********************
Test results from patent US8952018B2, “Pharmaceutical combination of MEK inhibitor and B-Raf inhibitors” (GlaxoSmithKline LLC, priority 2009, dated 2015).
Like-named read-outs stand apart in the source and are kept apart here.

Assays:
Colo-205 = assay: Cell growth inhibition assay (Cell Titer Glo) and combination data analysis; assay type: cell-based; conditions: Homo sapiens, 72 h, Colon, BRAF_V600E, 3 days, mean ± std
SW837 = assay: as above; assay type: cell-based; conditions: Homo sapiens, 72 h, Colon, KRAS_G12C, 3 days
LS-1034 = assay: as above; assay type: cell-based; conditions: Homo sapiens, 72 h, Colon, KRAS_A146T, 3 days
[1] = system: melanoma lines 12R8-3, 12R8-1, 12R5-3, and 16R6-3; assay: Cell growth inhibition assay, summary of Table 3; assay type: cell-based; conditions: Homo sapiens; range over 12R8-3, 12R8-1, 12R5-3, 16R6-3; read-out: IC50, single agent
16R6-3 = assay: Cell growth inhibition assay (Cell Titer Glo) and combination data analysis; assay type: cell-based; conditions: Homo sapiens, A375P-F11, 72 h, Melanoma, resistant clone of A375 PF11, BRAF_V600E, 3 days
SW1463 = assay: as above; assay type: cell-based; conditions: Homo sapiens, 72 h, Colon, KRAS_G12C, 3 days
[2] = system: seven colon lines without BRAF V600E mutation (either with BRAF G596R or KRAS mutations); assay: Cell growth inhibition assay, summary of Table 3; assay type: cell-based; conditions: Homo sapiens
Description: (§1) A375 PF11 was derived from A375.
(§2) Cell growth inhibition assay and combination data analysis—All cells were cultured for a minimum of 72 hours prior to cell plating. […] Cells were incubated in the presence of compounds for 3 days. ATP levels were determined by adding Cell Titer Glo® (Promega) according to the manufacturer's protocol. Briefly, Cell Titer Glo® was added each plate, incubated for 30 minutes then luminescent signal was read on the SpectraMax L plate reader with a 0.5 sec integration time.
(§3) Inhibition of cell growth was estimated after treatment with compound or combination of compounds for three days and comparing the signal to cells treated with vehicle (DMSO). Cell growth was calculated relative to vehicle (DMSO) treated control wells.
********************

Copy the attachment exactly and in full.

Test results from patent US8952018B2, “Pharmaceutical combination of MEK inhibitor and B-Raf inhibitors” (GlaxoSmithKline LLC, priority 2009, dated 2015).
Like-named read-outs stand apart in the source and are kept apart here.

Assays:
Colo-205 = assay: Cell growth inhibition assay (Cell Titer Glo) and combination data analysis; assay type: cell-based; conditions: Homo sapiens, 72 h, Colon, BRAF_V600E, 3 days, mean ± std
SW837 = assay: as above; assay type: cell-based; conditions: Homo sapiens, 72 h, Colon, KRAS_G12C, 3 days
LS-1034 = assay: as above; assay type: cell-based; conditions: Homo sapiens, 72 h, Colon, KRAS_A146T, 3 days
[1] = system: melanoma lines 12R8-3, 12R8-1, 12R5-3, and 16R6-3; assay: Cell growth inhibition assay, summary of Table 3; assay type: cell-based; conditions: Homo sapiens; range over 12R8-3, 12R8-1, 12R5-3, 16R6-3; read-out: IC50, single agent
16R6-3 = assay: Cell growth inhibition assay (Cell Titer Glo) and combination data analysis; assay type: cell-based; conditions: Homo sapiens, A375P-F11, 72 h, Melanoma, resistant clone of A375 PF11, BRAF_V600E, 3 days
SW1463 = assay: as above; assay type: cell-based; conditions: Homo sapiens, 72 h, Colon, KRAS_G12C, 3 days
[2] = system: seven colon lines without BRAF V600E mutation (either with BRAF G596R or KRAS mutations); assay: Cell growth inhibition assay, summary of Table 3; assay type: cell-based; conditions: Homo sapiens
Description: (§1) A375 PF11 was derived from A375.
(§2) Cell growth inhibition assay and combination data analysis—All cells were cultured for a minimum of 72 hours prior to cell plating. […] Cells were incubated in the presence of compounds for 3 days. ATP levels were determined by adding Cell Titer Glo® (Promega) according to the manufacturer's protocol. Briefly, Cell Titer Glo® was added each plate, incubated for 30 minutes then luminescent signal was read on the SpectraMax L plate reader with a 0.5 sec integration time.
(§3) Inhibition of cell growth was estimated after treatment with compound or combination of compounds for three days and comparing the signal to cells treated with vehicle (DMSO). Cell growth was calculated relative to vehicle (DMSO) treated control wells.